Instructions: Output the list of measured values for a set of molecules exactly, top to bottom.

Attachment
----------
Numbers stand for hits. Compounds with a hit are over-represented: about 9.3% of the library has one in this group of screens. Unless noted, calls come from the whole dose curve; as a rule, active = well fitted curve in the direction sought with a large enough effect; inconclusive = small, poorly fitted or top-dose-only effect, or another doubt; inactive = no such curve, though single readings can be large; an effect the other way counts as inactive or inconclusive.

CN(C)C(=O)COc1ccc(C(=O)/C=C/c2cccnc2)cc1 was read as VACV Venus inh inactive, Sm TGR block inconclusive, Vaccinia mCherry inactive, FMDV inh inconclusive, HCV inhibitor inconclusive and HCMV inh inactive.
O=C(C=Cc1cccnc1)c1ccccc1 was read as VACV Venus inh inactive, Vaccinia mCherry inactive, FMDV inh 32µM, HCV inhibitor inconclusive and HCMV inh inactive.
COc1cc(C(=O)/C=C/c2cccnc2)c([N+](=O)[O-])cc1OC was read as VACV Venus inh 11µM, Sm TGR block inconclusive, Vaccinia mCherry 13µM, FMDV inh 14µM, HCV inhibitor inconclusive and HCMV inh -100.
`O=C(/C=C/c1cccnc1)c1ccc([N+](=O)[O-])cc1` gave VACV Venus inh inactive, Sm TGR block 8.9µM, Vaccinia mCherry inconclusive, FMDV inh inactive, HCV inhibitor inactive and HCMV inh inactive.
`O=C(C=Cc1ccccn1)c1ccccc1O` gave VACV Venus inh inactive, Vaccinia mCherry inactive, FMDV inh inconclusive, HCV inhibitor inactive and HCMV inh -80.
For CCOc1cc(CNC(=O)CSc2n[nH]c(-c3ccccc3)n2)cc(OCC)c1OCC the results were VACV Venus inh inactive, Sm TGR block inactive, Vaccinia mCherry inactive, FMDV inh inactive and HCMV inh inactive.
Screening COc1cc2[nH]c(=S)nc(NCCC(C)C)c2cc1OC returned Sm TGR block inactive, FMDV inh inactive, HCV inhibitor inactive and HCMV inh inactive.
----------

Numbers stand for hits. Compounds with a hit are over-represented: about 9.3% of the library has one in this group of screens. Unless noted, calls come from the whole dose curve; as a rule, active = well fitted curve in the direction sought with a large enough effect; inconclusive = small, poorly fitted or top-dose-only effect, or another doubt; inactive = no such curve, though single readings can be large; an effect the other way counts as inactive or inconclusive.

CN(C)C(=O)COc1ccc(C(=O)/C=C/c2cccnc2)cc1 was read as VACV Venus inh inactive, Sm TGR block inconclusive, Vaccinia mCherry inactive, FMDV inh inconclusive, HCV inhibitor inconclusive and HCMV inh inactive.
O=C(C=Cc1cccnc1)c1ccccc1 was read as VACV Venus inh inactive, Vaccinia mCherry inactive, FMDV inh 32µM, HCV inhibitor inconclusive and HCMV inh inactive.
COc1cc(C(=O)/C=C/c2cccnc2)c([N+](=O)[O-])cc1OC was read as VACV Venus inh 11µM, Sm TGR block inconclusive, Vaccinia mCherry 13µM, FMDV inh 14µM, HCV inhibitor inconclusive and HCMV inh -100.
`O=C(/C=C/c1cccnc1)c1ccc([N+](=O)[O-])cc1` gave VACV Venus inh inactive, Sm TGR block 8.9µM, Vaccinia mCherry inconclusive, FMDV inh inactive, HCV inhibitor inactive and HCMV inh inactive.
`O=C(C=Cc1ccccn1)c1ccccc1O` gave VACV Venus inh inactive, Vaccinia mCherry inactive, FMDV inh inconclusive, HCV inhibitor inactive and HCMV inh -80.
For CCOc1cc(CNC(=O)CSc2n[nH]c(-c3ccccc3)n2)cc(OCC)c1OCC the results were VACV Venus inh inactive, Sm TGR block inactive, Vaccinia mCherry inactive, FMDV inh inactive and HCMV inh inactive.
Screening COc1cc2[nH]c(=S)nc(NCCC(C)C)c2cc1OC returned Sm TGR block inactive, FMDV inh inactive, HCV inhibitor inactive and HCMV inh inactive.